Here’s a little story about perception.
There was this little boy who wanted so badly to have an ice cream sandwich from the ice cream truck. There always seemed to be a reason why he couldn’t have what he wanted. No cash on hand, bad timing, whatever the reason, the young boy’s hope of getting an ice cream sandwich from the truck just wasn’t happening.
Thinking he could make up for it, the dad stopped on his way home from work one hot summer afternoon and bought a box of ice cream sandwiches. When he showed them to his son, the little boy was not very impressed.
He said, “Thanks dad, but I really wanted one from the ice cream truck. It went by again today!”
The dad was a bit surprised and a little concerned about his son’s seeming entitlement. He replied, “Well, I am sorry, but these will have to do.”
He handed his son a tasty treat and watched him look at it. On the side of the wrapper, there just happened to be a picture of an ice cream truck. The boy saw the logo and said, “Dad, look. It’s an ice cream truck.”
The man smiled down at his son and said, “I imagine that ice cream sandwich will taste exactly like one straight from the ice cream truck.”
The boy thought for a moment, and frowning, said, “I don’t know, but I don’t think so.”
Perception is what drives our understanding of environment and situations. The little boy got exactly what he wanted as far as his dad was concerned, but the boy remained unconvinced. It’s been a minute for me, but I am pretty sure ice cream sandwiches come in 12-packs at the store. How often do we get something comparable to our desire and find an incapacity to appreciate it? Do we even know that our Dad wants to bless us with abundance, even a 12-pack? If we could admit that our perception of objects and events aren’t always clear, we might be able to see that there are other perceptions that are valid.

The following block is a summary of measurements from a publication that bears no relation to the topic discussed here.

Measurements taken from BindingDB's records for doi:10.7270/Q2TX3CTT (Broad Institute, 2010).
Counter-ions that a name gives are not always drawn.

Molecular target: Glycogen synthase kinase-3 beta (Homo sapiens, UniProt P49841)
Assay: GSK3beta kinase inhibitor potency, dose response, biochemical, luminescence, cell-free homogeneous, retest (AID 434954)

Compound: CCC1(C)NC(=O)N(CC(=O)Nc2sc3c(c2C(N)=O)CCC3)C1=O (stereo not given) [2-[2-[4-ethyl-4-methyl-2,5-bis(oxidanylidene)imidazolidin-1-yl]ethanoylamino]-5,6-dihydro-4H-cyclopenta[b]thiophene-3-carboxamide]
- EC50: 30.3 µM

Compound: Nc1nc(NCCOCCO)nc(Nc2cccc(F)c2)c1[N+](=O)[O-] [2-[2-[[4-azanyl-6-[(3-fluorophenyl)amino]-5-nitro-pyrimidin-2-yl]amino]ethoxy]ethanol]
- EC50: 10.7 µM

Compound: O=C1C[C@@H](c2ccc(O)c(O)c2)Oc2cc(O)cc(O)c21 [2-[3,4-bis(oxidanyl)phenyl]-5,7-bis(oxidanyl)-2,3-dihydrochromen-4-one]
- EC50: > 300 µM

Maybe language is the issue. Language can be confusing. We can find more than one meaning everywhere we look.
For example, the title of my book is “How I See the World Can Change.” This statement can be viewed in more than one way.
First, it is a statement of acceptance that I believe my perception of the world can be altered.
Second, it is a message from the author saying that the total message of the book is his understanding of how the world can actually change.
I believe that our world is full of wonder, for sure, but I also see so much suffering. Families are destroyed by a member’s choice to use drugs and alcohol. Over time, relationships are strained and love becomes difficult. Forgiveness becomes almost impossible after years of perceived or real decisions made by addicts and alcoholics to continue to fall down over and over again.
Potential is lost. Each person has gifts and abilities. I have always wondered what could be accomplished by a group of recovered addicts who take that same power they used to “get it in” and use it for something positive. Ultimately, we may never know unless we do something to help them. There are systems in place for detox and treatment, but upon release, people usually go right back to the same environment that fed their issues.